Liam O’Connor’s ‘heroic 0 not out’ saves WA in Sheffield Shield thriller


Number 11 batsman Liam O’Connor has pulled off one of the more incredible escapes the Sheffield Shield has seen as the clash between Western Australia and South Australia went down to the final ball.

With one wicket left with just under four overs remaining after four days of action, the game literally went down to the final ball.

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The final day of the clash at the WACA was all about batting out the day for Western Australia with Hilton Cartwright batting out 122 balls for 25 with a back injury, while Cameron Gannon ended on 13 not out off 65 balls.

But neither man was the real hero as Gannon watched in despair as the final ball of the penultimate over ran away for four.

It mean O’Connor, the 27-year-old leg spinner who had failed to score in four first class innings, a one-day match and had seven runs with a highest score of 2 in T20 cricket, had to face the final over against one-Test player Chadd Sayers.

O’Connor saw off first five balls as the field came right in with the final ball seeing nearly every South Australian player in slips or in close to the bat.

Sayers came in with a good length ball and the ball popped up in the air, but fell just short of the point fielder.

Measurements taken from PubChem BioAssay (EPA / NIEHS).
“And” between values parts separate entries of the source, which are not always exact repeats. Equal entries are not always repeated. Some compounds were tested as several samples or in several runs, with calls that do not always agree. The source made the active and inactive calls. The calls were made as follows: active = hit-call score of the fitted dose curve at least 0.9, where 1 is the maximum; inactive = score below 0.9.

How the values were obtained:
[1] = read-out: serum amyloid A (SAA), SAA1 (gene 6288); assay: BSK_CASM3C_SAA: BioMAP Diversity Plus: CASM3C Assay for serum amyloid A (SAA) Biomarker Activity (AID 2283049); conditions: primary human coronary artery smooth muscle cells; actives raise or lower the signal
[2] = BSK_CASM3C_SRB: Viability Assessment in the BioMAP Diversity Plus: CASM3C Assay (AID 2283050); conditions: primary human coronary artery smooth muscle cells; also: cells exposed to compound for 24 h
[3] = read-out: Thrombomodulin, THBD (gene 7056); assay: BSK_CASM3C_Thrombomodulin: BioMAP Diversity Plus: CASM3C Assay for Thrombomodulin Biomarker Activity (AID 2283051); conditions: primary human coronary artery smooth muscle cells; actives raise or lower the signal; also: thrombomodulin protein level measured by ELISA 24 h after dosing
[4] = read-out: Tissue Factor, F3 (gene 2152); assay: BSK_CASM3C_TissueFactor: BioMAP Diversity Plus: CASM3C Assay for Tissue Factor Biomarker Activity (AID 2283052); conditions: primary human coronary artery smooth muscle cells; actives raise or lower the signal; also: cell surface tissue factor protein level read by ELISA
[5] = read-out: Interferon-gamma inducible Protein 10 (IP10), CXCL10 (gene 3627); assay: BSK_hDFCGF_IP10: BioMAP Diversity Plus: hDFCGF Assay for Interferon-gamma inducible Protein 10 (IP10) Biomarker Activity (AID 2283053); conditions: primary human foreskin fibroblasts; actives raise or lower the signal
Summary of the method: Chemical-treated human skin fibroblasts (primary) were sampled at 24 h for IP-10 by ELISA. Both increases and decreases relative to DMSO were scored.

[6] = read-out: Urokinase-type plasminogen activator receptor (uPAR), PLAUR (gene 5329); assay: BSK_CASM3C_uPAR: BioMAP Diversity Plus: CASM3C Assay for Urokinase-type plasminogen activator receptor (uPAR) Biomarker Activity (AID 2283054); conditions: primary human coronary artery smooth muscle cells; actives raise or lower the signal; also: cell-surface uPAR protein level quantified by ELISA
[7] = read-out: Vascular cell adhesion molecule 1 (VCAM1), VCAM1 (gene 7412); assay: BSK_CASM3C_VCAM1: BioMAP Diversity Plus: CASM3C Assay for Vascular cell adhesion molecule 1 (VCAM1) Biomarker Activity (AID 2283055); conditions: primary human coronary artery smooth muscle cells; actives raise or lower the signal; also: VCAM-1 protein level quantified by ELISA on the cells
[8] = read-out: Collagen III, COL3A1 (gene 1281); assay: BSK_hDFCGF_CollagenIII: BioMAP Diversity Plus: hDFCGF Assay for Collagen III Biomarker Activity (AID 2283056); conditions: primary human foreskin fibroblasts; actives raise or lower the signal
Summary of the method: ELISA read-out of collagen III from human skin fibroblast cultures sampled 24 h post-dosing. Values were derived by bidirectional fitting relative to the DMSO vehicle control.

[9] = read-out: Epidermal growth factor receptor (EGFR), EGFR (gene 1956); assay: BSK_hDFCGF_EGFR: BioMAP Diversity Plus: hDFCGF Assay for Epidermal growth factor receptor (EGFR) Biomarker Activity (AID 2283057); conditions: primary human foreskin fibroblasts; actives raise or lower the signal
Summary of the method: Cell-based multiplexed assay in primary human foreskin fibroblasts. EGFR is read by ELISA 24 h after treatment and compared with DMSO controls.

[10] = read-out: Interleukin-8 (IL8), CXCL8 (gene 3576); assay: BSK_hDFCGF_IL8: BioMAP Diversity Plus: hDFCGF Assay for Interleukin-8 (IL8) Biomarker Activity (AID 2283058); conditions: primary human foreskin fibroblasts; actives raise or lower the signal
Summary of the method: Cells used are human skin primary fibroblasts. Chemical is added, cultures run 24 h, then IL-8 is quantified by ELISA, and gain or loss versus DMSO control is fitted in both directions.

“He survived, Liam O’Connor has done it for Western Australia,” the commentator said. “A heroic 0 not out, it popped up in the air agonisingly.”

It meant Western Australia had survived for the draw, coming after a sporting declaration in the first innings.

Chasing 8/510 on the back of South Australia’s Aussie star Travis Head hitting 223, Western Australia declared at 5/409, despite Cameron Green being not out for 168.

South Australia hit 9/230 before declaring with Alex Carey on 82 not out, setting Western Australia 332 to win.

Western Australia were never really in the hunt to chase down the score and dropped anchor.

But the late wickets sent it right down to the wire in an absorbing finish to the match.

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James O’Connor’s blunt message for star Queensland Reds recruit Suliasi Vunivalu


For Vunivalu, returning to rugby after featuring in Melbourne’s 2017 and 2020 NRL premierships was a matter of attending to “unfinished business”.

“I’ve done my time in rugby league and I’ve achieved what I wanted to achieve. It’s something different, a new challenge and I’m looking forward to it,” he said.

When Vunivalu speaks about unfinished business, he’s referring to childhood dreams ignited by the England team which won the 2003 Rugby World Cup on Australian soil.

Despite being born and raised in Fiji before moving to New Zealand as a 16-year-old, it was fellow cross-code star Jason Robinson who Vunivalu wanted to emulate as a child.

Like Robinson, Vunivalu wants to dominate on the international stage. But before he can worry about Wallabies duties, he has a pre-season under Reds coach Brad Thorn to work through.

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That shouldn’t be too much of a mountain to climb, given Storm coach Craig Bellamy is notorious for running the hardest pre-seasons in the NRL.

“Storm’s [pre-seasons] are really tough but it’s a different sport. We focus more on ruck speed and all of that (at the Reds),” Vunivalu said. “You have stop-start. League is pretty much full on. Training wise, it’s hard but it’s a different sport.”

Vunivalu spent about one month with the Wallabies squad as they completed their Tri Nations campaign at the end of last year.